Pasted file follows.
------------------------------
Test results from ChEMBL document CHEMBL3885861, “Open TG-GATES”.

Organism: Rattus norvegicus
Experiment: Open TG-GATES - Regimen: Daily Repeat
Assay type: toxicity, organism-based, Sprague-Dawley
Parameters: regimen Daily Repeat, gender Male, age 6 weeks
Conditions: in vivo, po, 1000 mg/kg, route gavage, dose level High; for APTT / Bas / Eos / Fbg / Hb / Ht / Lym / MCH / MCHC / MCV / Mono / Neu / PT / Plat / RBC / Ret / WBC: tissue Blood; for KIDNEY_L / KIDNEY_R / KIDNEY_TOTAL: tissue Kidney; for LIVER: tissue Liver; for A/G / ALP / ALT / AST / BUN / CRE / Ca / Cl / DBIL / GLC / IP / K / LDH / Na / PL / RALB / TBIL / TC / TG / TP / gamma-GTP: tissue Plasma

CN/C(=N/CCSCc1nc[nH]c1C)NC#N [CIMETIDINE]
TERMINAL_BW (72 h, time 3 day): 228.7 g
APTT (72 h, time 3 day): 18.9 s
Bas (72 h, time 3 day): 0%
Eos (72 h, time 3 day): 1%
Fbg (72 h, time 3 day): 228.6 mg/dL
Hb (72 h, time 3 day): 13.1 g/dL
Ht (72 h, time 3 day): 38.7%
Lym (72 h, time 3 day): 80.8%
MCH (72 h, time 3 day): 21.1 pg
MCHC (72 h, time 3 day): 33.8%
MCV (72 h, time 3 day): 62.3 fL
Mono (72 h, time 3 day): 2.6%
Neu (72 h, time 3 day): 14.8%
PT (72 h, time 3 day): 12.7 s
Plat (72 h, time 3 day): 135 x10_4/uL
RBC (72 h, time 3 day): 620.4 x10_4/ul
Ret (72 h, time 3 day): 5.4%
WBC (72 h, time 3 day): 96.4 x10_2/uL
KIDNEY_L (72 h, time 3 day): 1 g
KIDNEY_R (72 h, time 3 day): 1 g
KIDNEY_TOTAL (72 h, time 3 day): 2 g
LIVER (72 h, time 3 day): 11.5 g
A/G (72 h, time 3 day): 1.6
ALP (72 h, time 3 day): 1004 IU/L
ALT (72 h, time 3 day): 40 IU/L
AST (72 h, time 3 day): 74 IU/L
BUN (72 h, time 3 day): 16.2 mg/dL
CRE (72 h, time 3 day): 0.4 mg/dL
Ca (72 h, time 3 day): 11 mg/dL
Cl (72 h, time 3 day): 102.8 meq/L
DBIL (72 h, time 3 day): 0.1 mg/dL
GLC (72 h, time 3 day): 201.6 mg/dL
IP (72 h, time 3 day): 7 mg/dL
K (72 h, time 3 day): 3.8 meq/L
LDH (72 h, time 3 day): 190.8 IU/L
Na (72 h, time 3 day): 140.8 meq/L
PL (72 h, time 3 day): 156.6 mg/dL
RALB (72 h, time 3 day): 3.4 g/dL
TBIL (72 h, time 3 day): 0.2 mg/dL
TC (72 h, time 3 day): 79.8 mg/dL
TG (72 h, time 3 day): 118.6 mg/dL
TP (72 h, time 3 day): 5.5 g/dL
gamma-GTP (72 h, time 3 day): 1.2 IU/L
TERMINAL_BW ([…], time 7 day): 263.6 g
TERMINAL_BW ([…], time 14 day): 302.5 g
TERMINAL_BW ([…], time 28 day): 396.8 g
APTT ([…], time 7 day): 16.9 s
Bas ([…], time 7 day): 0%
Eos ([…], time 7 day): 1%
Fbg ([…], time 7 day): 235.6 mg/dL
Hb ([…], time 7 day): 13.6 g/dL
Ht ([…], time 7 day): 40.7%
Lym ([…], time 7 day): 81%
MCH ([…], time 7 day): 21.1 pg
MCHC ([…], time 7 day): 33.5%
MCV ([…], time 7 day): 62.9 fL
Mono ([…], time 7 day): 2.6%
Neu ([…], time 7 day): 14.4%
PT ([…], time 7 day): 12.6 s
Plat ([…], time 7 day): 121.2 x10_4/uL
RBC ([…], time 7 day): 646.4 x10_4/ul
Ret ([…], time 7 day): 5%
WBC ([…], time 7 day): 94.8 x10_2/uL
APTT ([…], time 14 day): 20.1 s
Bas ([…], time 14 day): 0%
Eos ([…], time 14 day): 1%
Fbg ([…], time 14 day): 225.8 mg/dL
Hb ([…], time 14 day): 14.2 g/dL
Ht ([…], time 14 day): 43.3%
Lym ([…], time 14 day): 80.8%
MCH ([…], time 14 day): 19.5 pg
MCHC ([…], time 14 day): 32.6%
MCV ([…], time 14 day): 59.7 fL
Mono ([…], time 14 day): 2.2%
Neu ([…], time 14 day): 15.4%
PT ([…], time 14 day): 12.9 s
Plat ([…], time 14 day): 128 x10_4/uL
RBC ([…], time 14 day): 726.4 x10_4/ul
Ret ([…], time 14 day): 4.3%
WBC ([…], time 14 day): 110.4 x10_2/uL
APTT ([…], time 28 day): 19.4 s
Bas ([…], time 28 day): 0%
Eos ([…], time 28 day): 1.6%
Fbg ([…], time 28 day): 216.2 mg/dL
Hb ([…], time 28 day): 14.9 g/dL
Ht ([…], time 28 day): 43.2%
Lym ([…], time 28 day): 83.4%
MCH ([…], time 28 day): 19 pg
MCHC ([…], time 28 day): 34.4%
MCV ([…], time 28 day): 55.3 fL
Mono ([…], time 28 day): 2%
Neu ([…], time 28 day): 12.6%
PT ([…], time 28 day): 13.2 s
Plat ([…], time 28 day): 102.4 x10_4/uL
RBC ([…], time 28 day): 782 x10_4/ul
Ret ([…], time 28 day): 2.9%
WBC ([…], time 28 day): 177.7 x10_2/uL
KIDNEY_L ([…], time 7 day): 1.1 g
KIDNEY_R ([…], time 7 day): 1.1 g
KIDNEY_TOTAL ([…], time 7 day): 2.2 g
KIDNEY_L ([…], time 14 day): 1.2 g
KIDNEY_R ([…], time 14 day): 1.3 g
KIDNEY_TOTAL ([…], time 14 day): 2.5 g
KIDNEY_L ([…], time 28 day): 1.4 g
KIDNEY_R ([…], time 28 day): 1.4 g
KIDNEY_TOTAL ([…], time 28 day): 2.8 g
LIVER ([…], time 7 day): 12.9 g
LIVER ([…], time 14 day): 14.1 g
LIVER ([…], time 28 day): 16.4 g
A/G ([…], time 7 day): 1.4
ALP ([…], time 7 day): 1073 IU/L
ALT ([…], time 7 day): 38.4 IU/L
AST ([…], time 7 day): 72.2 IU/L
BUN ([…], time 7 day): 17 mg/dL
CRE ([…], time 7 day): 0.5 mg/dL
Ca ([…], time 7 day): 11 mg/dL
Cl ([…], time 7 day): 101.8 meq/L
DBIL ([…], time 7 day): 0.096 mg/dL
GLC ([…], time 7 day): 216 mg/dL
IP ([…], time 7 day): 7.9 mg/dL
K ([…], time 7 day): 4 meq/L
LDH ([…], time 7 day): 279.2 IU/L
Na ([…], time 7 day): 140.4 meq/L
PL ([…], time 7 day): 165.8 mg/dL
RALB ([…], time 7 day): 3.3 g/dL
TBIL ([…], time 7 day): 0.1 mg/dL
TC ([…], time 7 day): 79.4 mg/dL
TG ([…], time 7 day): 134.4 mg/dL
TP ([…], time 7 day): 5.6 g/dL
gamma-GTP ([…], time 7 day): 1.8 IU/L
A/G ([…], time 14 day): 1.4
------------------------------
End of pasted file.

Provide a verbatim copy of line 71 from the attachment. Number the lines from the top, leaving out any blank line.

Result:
APTT ([…], time 14 day): 20.1 s